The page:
Dunedin had some good news yesterday:
Dunedin’s Wall Street mall is to be redeveloped to cater for an expansion of Fisher & Paykel’s operation in the city, which is expected to provide about 70 jobs.
The whiteware company wants to extend its existing lease of office and laboratory space in the Dunedin City Council-owned Wall Street complex in George Street.
This is to provide the design and call centre with capacity for a total of 230 staff, enabling the continuation of a growth plan that will see a 40% increase in design staff numbers by 2018. . .
Another good news story:
Dunedin-based cancer diagnostic company Pacific Edge is to receive $4.5 million in government grants towards research and development over the next three years.
Pacific Edge’s bladder diagnostic tool Cx-bladder is marketed in New Zealand, Australia, the US and soon Europe, and the listed Dunedin company holds patents for diagnostic and prognostic tests across a range of cancers, including colorectal, gastric and melanoma.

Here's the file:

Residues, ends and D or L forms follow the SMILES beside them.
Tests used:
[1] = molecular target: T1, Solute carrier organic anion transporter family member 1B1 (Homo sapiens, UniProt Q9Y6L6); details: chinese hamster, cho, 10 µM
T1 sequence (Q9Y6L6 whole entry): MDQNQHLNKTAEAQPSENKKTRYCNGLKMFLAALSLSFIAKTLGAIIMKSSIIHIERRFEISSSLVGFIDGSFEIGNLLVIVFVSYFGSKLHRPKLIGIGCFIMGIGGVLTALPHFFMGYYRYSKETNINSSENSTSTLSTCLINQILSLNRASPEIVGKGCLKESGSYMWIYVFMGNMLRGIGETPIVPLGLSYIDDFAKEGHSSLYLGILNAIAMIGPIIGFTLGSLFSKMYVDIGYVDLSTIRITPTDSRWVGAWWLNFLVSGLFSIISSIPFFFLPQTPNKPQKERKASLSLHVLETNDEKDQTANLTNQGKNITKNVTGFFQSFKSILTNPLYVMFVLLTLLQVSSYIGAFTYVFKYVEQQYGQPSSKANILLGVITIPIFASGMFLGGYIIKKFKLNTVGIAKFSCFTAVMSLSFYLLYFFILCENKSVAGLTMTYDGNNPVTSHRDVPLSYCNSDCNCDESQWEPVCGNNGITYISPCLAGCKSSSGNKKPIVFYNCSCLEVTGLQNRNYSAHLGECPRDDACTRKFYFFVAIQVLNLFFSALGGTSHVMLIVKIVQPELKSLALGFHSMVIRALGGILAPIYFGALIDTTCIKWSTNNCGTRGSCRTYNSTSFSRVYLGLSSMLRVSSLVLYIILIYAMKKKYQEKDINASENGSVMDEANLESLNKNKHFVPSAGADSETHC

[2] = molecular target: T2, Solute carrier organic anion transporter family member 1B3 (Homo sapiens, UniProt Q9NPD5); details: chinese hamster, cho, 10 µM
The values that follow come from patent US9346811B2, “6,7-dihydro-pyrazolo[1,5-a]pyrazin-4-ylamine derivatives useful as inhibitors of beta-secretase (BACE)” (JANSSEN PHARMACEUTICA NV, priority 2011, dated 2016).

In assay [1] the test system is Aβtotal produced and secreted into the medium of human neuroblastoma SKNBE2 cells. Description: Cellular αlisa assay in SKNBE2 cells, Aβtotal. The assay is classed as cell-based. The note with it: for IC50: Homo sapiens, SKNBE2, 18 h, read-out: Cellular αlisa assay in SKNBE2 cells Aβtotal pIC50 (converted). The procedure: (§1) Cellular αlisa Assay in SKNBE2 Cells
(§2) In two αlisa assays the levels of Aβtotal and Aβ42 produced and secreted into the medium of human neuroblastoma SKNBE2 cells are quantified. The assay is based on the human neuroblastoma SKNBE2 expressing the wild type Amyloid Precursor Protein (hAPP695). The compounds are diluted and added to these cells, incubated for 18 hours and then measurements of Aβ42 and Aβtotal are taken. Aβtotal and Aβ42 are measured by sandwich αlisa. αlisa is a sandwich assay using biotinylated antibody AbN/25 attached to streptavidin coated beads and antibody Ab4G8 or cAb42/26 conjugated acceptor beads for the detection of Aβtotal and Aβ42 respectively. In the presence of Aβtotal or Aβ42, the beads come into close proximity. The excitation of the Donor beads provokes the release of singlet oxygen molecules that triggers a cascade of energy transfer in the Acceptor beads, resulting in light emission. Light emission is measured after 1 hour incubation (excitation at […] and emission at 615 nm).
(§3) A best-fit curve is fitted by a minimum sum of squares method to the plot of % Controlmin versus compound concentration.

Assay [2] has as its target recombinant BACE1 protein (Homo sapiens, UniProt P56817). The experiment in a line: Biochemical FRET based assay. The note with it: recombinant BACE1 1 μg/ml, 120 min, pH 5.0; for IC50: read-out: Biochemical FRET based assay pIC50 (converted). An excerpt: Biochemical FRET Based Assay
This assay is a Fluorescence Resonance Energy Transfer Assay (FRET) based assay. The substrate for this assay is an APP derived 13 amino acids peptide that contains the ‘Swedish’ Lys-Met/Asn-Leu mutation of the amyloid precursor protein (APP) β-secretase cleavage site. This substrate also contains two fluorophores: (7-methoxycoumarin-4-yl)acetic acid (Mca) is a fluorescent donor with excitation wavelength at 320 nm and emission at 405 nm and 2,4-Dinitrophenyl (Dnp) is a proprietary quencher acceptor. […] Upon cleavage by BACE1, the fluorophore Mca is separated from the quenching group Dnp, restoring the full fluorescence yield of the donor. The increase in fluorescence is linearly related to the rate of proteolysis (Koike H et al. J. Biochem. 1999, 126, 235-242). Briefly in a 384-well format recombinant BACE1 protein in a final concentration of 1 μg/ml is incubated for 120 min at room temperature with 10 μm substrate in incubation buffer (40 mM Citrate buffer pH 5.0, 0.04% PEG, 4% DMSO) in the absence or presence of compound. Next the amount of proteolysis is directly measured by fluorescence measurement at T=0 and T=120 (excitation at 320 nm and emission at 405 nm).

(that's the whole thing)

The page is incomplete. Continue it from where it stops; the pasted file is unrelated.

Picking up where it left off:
Pacific Edge chief operations officer Jimmy Suttie said the Government’s Callaghan Innovation Fund recognised the ability of Pacific Edge to turn scientific discovery into products which brought real benefits. . . .
It also had some bad news:
A sawmill company with about 400 employees and about $100 million in annual sales has been placed in receivership.
Brendan Gibson and Michael Stiassny, of KordaMentha, were this afternoon appointed as receivers of Dunedin-headquartered Southern Cross Forest Products.
The company has four sites in Mosgiel, Milton, Balclutha and Milburn around Dunedin and another site in Thames. In 2012, the last figures available, the company generated revenue of just under $95m. . .
There’s no good time to be worried about job security but it’s not as bad if job growth is strong.
Businesses come and go and so do jobs, and at the moment there’s more coming than going.